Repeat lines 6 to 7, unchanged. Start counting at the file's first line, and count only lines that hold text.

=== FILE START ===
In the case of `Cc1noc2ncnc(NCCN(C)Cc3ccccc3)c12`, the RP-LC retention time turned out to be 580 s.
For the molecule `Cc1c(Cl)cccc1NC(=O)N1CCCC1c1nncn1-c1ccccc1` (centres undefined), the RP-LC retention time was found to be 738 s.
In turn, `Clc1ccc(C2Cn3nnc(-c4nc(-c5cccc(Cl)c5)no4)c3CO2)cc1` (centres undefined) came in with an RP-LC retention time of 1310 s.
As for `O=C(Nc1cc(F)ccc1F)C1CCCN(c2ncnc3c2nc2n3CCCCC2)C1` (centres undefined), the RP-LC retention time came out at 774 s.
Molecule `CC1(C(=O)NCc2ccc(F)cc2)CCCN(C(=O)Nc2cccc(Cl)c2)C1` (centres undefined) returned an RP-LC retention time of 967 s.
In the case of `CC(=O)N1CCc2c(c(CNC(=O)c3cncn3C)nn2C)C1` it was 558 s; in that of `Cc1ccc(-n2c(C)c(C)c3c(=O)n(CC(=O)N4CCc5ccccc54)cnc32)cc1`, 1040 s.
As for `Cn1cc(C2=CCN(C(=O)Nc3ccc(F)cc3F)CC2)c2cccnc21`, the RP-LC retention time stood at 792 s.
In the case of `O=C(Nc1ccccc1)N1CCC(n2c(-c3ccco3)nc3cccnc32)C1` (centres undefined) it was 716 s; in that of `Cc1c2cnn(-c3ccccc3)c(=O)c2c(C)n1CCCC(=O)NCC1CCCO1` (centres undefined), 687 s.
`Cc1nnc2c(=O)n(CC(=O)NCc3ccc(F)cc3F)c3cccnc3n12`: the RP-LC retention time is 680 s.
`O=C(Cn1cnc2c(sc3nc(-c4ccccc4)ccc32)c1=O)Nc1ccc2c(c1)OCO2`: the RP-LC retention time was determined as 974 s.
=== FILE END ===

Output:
In the case of `CC(=O)N1CCc2c(c(CNC(=O)c3cncn3C)nn2C)C1` it was 558 s; in that of `Cc1ccc(-n2c(C)c(C)c3c(=O)n(CC(=O)N4CCc5ccccc54)cnc32)cc1`, 1040 s.
As for `Cn1cc(C2=CCN(C(=O)Nc3ccc(F)cc3F)CC2)c2cccnc21`, the RP-LC retention time stood at 792 s.